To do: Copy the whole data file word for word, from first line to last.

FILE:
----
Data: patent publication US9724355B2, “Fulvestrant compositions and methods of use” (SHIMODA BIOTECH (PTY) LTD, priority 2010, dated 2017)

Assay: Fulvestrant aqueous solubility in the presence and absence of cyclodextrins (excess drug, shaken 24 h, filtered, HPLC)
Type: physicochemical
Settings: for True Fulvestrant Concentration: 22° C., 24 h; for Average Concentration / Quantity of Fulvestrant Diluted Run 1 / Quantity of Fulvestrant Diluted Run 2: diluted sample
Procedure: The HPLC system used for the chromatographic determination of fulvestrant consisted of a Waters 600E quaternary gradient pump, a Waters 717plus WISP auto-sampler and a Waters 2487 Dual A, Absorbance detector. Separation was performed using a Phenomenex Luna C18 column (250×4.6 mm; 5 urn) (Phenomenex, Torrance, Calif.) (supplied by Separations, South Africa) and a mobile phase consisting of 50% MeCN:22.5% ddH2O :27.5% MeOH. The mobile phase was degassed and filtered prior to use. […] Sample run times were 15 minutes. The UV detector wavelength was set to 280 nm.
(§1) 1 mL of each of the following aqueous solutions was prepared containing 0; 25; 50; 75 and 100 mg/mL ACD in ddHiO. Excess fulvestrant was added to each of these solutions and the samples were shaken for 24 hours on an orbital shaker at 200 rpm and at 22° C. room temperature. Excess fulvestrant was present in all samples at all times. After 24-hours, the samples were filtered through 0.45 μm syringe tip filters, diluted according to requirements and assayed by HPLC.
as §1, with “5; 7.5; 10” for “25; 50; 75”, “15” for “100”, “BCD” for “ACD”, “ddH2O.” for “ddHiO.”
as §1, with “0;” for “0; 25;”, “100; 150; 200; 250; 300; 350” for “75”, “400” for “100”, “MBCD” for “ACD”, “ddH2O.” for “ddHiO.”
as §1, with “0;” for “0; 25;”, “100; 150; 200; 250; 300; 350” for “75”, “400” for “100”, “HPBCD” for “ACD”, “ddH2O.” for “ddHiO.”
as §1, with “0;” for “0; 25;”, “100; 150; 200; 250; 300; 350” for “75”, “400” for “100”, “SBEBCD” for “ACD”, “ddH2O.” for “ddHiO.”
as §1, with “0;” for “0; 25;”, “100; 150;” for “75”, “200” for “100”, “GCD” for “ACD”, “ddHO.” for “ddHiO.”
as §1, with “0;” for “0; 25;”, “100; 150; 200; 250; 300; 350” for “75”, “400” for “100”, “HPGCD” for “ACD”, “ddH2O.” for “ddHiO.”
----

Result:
Data: patent publication US9724355B2, “Fulvestrant compositions and methods of use” (SHIMODA BIOTECH (PTY) LTD, priority 2010, dated 2017)

Assay: Fulvestrant aqueous solubility in the presence and absence of cyclodextrins (excess drug, shaken 24 h, filtered, HPLC)
Type: physicochemical
Settings: for True Fulvestrant Concentration: 22° C., 24 h; for Average Concentration / Quantity of Fulvestrant Diluted Run 1 / Quantity of Fulvestrant Diluted Run 2: diluted sample
Procedure: The HPLC system used for the chromatographic determination of fulvestrant consisted of a Waters 600E quaternary gradient pump, a Waters 717plus WISP auto-sampler and a Waters 2487 Dual A, Absorbance detector. Separation was performed using a Phenomenex Luna C18 column (250×4.6 mm; 5 urn) (Phenomenex, Torrance, Calif.) (supplied by Separations, South Africa) and a mobile phase consisting of 50% MeCN:22.5% ddH2O :27.5% MeOH. The mobile phase was degassed and filtered prior to use. […] Sample run times were 15 minutes. The UV detector wavelength was set to 280 nm.
(§1) 1 mL of each of the following aqueous solutions was prepared containing 0; 25; 50; 75 and 100 mg/mL ACD in ddHiO. Excess fulvestrant was added to each of these solutions and the samples were shaken for 24 hours on an orbital shaker at 200 rpm and at 22° C. room temperature. Excess fulvestrant was present in all samples at all times. After 24-hours, the samples were filtered through 0.45 μm syringe tip filters, diluted according to requirements and assayed by HPLC.
as §1, with “5; 7.5; 10” for “25; 50; 75”, “15” for “100”, “BCD” for “ACD”, “ddH2O.” for “ddHiO.”
as §1, with “0;” for “0; 25;”, “100; 150; 200; 250; 300; 350” for “75”, “400” for “100”, “MBCD” for “ACD”, “ddH2O.” for “ddHiO.”
as §1, with “0;” for “0; 25;”, “100; 150; 200; 250; 300; 350” for “75”, “400” for “100”, “HPBCD” for “ACD”, “ddH2O.” for “ddHiO.”
as §1, with “0;” for “0; 25;”, “100; 150; 200; 250; 300; 350” for “75”, “400” for “100”, “SBEBCD” for “ACD”, “ddH2O.” for “ddHiO.”
as §1, with “0;” for “0; 25;”, “100; 150;” for “75”, “200” for “100”, “GCD” for “ACD”, “ddHO.” for “ddHiO.”
as §1, with “0;” for “0; 25;”, “100; 150; 200; 250; 300; 350” for “75”, “400” for “100”, “HPGCD” for “ACD”, “ddH2O.” for “ddHiO.”